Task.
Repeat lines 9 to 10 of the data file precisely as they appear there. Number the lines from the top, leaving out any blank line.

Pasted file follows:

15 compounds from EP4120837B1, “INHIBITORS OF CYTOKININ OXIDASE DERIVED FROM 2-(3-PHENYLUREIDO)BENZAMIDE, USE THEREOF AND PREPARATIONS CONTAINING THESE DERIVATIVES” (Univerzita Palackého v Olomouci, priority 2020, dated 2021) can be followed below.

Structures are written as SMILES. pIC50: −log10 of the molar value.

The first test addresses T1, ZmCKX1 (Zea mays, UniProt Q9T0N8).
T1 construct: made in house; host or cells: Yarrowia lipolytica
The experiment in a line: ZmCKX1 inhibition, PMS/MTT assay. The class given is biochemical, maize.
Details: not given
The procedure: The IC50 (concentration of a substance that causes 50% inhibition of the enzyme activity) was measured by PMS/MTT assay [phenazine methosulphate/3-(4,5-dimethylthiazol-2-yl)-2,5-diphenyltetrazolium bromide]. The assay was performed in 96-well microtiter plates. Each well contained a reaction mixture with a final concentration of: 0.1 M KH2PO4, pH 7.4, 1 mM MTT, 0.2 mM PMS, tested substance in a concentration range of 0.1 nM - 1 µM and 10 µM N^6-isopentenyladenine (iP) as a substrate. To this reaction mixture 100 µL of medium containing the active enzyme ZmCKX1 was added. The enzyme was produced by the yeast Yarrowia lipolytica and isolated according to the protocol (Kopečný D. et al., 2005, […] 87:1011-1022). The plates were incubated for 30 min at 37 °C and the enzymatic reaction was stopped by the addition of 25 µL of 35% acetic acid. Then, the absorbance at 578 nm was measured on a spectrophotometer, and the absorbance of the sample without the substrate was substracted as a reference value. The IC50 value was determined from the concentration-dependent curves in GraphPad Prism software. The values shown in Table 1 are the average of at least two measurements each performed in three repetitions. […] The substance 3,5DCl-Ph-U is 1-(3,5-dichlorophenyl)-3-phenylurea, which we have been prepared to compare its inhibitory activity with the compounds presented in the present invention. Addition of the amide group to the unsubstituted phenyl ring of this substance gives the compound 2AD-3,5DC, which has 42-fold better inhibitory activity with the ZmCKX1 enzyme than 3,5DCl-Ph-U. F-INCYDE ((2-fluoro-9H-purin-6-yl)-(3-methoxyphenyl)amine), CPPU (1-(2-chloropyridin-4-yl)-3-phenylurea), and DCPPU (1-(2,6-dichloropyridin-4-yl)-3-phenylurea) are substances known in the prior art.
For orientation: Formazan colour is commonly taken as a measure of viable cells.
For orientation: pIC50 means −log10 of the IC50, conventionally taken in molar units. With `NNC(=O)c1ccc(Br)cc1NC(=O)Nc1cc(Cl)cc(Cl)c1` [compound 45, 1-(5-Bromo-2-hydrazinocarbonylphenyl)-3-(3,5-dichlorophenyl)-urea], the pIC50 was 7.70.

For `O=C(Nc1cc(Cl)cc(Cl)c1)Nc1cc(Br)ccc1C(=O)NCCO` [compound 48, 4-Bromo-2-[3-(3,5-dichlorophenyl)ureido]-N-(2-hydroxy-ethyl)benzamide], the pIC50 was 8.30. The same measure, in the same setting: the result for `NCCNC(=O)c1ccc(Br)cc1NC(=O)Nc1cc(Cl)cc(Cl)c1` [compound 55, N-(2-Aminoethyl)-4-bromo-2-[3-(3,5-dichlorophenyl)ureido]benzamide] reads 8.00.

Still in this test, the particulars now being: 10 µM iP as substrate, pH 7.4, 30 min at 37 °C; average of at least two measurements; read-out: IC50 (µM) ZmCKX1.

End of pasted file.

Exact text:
For orientation: pIC50 means −log10 of the IC50, conventionally taken in molar units. With `NNC(=O)c1ccc(Br)cc1NC(=O)Nc1cc(Cl)cc(Cl)c1` [compound 45, 1-(5-Bromo-2-hydrazinocarbonylphenyl)-3-(3,5-dichlorophenyl)-urea], the pIC50 was 7.70.

For `O=C(Nc1cc(Cl)cc(Cl)c1)Nc1cc(Br)ccc1C(=O)NCCO` [compound 48, 4-Bromo-2-[3-(3,5-dichlorophenyl)ureido]-N-(2-hydroxy-ethyl)benzamide], the pIC50 was 8.30. The same measure, in the same setting: the result for `NCCNC(=O)c1ccc(Br)cc1NC(=O)Nc1cc(Cl)cc(Cl)c1` [compound 55, N-(2-Aminoethyl)-4-bromo-2-[3-(3,5-dichlorophenyl)ureido]benzamide] reads 8.00.